• Original Poster

          #5
          Ksetrider, how did you handle supplements? That's what I find hardest to deal with. Horse goes on Calm & Cool for the show season, then off, or horse gets Chaffhaye or beet pulp until it's bulked up, then no more. I keep having to change labels. We have about 50 horses, so there's always something going on.

          Edited to add, we do have a whiteboard, but with 50 horses and constant changes (horses will move paddocks too), it's really impossible to keep up. Barn owner just doesn't have the time, and the working students are, well, kids. I dream of a magnetized map of the paddocks with 50 magnets that I could move as needed . . but then they'd really be looking at me strangely.
          Last edited by Bobblehead; Dec. 16, 2010, 04:10 PM.
          Yes, I am crazy. Is that an issue?

          Comment


          • #6
            Originally posted by Bobblehead View Post
            Ksetrider, how did you handle supplements? That's what I find hardest to deal with. Horse goes on Calm & Cool for the show season, then off, or horse gets Chaffhaye or beet pulp until it's bulked up, then no more. I keep having to change labels. We have about 50 horses, so there's always something going on.

            Edited to add, we do have a whiteboard, but with 50 horses and constant changes (horses will move paddocks too), it's really impossible to keep up. Barn owner just doesn't have the time, and the working students are, well, kids. I dream of a magnetized map of the paddocks with 50 magnets that I could move as needed . . but then they'd really be looking at me strangely.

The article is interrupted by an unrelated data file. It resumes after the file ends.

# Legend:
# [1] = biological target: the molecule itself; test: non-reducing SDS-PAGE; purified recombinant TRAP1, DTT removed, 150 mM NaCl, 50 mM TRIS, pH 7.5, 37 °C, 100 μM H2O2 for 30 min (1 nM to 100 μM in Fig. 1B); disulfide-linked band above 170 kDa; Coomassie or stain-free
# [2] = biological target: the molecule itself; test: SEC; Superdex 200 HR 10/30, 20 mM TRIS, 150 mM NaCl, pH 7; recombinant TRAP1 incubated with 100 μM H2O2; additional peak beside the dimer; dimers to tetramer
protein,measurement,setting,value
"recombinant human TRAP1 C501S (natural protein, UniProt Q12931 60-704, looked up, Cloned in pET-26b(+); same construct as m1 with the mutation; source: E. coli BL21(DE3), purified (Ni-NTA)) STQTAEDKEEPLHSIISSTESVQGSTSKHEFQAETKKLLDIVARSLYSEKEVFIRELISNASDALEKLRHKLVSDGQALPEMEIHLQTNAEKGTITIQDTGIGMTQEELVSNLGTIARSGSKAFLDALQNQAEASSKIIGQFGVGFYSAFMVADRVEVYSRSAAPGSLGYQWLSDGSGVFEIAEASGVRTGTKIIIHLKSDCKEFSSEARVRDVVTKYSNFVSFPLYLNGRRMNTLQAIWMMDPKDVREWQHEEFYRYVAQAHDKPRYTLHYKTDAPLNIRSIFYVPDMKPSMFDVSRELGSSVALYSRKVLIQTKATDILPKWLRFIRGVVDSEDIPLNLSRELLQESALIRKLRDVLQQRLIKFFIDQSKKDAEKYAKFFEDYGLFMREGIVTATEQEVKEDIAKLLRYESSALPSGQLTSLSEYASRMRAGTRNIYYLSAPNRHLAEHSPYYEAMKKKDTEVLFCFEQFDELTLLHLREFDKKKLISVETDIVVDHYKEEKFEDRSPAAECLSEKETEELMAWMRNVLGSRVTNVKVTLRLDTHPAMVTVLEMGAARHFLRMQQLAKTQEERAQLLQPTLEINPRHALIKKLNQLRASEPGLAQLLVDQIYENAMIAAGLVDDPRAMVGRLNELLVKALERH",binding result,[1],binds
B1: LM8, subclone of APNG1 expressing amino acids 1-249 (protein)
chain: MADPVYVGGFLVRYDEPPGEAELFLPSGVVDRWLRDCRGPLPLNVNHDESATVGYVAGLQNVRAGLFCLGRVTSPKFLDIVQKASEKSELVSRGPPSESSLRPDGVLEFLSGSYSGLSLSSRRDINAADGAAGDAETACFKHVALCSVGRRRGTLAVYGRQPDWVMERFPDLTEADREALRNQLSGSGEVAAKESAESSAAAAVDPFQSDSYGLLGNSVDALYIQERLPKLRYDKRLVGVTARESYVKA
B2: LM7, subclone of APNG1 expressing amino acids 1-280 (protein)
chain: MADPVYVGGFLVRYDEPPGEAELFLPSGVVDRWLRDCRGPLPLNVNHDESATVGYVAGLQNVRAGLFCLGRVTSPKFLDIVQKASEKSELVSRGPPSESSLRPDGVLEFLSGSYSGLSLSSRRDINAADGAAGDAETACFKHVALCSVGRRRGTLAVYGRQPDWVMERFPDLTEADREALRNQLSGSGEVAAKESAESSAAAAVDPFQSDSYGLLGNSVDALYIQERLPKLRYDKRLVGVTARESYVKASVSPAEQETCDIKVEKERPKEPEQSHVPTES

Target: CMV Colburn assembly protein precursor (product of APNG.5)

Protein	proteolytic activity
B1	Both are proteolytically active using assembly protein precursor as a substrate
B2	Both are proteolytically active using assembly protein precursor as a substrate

Aaaah welcome to running a barn!!! I suppose thats what distinguishes the good BMs from the not so good ones. Just note any change immediately. Don't wait. You'll either forget or will have too many changes to make at once. If Boarder A says "stop Calm and Cool" now. Erase it from the board and throw out (or store) the remaining container immediately. Done. It does sound daunting with 50 horses but if you stay organized and on top of things, you'll eventually get into a routine and it will be easy. Always, always have it written down so WSs can just follow instructions. Before you know it you'll have all 50 horses memorized. Lol.

            Another supp thought is to encourage any owner that feeds more than 1 supp to use Smartpak or PPPs.

            If you are involved in making decisions, divide the herd into "groups" either alphabetically or by stall section. A different day each week one group should be assessed regarding weight changes and/or supp changes and it should be noted. Again, getting into a routine of doing this will make it easier and less time consuming. (also a good time to administer Adequan/Legend shots)

            Put everything on a computer spreadsheet too. If you set it up correctly, it can also tell you how much of each feed the entire barn consumes. Makes for bulk ordering easier! Never run out and also save money from not overordering.